Of course… says one side of me. You have no obligation to her. The other side of me remains guiltily silent.

 

The club has not changed over the few days I have used bailing a lost cause. Its hot lights and dancers are the same as usual—sexy and suggestive.

“Hey Scott.” Scott is the bartender.

“The usual?”

“Yeah, give me my draft and a whiskey neat.”

“Goin’ dancin’ tonight?”

“Yeah, gonna get drunk too.”

“As usual.”

“Yep, as usual.”

I take a long sip of the draft I am handed, and make my way away from the bartender to where the heavy music is the loudest. My eardrums rattle and I like it. The cold draft and whiskey help me briefly bring Tia out of my mind altogether.

And then the lights get hotter and the dancers wilder. It reminds me of the golden days without the mental girl who screams and moans and then remains unresponsive.

Tia. I remember her again and a flush of guilt laps at me.

“Hey man, you alright?” It takes me a minute before I fully realize I have been addressed and regain focus on my surroundings. A man has hold of my shoulder and is shaking me.

“Yeah, sure.” I attempt to brush him off.

“You don’t look alright. Hey, I can’t help you if I don’t know what’s up.”

I hesitate.

“Come on man, none of us will remember what we’ve said in the morning.”

Reassured, I allow him to lead me over to the chairs at the bar and we sit and begin to talk as the man orders us each another drink. “It’s just this girl” I start.

“We all like girls.”

“No, it’s a confused girl. She has a sort of mental thing and screams and pouts like a tike tantrum. I was trying to help her…”

“Trying to help her?”

“Yeah, you know, have her stop screaming and understand things.”

“Understand things?”

“Yeah, but not anymore. I—”

“Ditch her man.”

“I have, but well, it’s not like we were, well, friends. I was just helping her because it’s good to do.”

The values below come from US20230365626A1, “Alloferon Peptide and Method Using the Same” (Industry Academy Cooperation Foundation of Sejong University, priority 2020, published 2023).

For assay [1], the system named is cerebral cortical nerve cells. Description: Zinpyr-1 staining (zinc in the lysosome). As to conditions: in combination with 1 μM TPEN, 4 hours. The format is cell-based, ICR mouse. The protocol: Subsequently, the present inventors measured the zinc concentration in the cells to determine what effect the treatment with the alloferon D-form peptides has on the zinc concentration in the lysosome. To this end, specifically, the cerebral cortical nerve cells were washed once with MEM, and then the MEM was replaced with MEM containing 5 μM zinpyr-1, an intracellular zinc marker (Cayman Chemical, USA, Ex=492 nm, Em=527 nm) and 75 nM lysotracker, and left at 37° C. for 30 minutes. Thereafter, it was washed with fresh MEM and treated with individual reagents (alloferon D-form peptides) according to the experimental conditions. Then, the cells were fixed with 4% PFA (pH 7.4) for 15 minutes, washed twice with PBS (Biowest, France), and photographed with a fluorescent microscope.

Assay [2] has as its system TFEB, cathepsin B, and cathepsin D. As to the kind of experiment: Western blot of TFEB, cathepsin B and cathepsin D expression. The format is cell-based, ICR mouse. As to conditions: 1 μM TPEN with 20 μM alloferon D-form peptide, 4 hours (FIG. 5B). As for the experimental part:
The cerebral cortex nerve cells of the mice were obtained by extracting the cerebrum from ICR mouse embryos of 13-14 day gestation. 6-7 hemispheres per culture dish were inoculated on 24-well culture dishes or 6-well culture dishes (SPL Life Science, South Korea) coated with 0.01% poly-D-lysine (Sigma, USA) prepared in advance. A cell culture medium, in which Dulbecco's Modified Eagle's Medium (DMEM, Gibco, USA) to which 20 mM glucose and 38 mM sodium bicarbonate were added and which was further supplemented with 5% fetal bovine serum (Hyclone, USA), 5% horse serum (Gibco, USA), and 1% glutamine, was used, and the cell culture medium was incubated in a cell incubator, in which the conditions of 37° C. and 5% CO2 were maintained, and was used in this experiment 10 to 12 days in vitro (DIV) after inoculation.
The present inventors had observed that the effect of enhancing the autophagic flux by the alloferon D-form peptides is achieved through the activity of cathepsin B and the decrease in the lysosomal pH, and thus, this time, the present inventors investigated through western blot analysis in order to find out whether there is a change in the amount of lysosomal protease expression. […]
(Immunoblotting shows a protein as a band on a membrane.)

The man takes a long sip of his drink before speaking in what he means to be a consoling tone, “Forget about her. She’s got nothing on you.”

I get up and drain the rest of my glass in a mouthful.

~

It’s about two o’clock and I am partied out. I stumble across to the red sign I know says Exit. Because I forget where I parked my car I decide to walk home instead. The night is dark and I think I keep seeing black crows fly overhead, but I am not sure. I walk slowly, but in little time find myself somewhere I do not recognize. I am not entirely surprised. Drunks often have trouble with directions. I try to remember where my house is.

There is a tall red brick building in front of me. It’s illuminated by street lights. Between me and it is an empty road, the concrete bearing long shadows from the light poles and the trees lining the street.

I suddenly feel an urge to reach the red brick building and to go inside it. It seems warm and cozy and holds an air of mystery. I want to find out who lives in the red-brick building I have never seen before.

Where am I?

Headlights suddenly flare as a car turns onto the street and begins driving down it, coming quickly upon the spot where I stand.

No, I think suddenly. The building might not still be here once a car passes. I attempt to run across the street before the car passes, but I cannot run. My feet fall unpredictably off the side of the sidewalk and I roll dully in front of the fast approaching vehicle.

I attempt to get up but the drinks from the club hold like lead in my stomach. I stumble and fall again. With increasing desperateness, but still the brain of an ox, I flail my arms wildly in an attempt to notify the driver. I, for some reason, have great fear of being hit, yet my senses are muffled and drowned in drinks. The driver does not notice me and the car continues closer. Closer. Perhaps he too is drunk.

I feel a stab of panic, followed by a feeling of impending doom. The world is sinking around me. And then the car is upon me.

And then the air explodes around me and I think I am being thrown through the air. I feel no pain, but I watch as blood gushes from my body at an alarming rate. I can feel it, warm and sticky, wetting my shirt. My eyesight flickers and then flashes entirely white as I land again on the pavement and I know I will die. My body rattles and I taste metal in my mouth.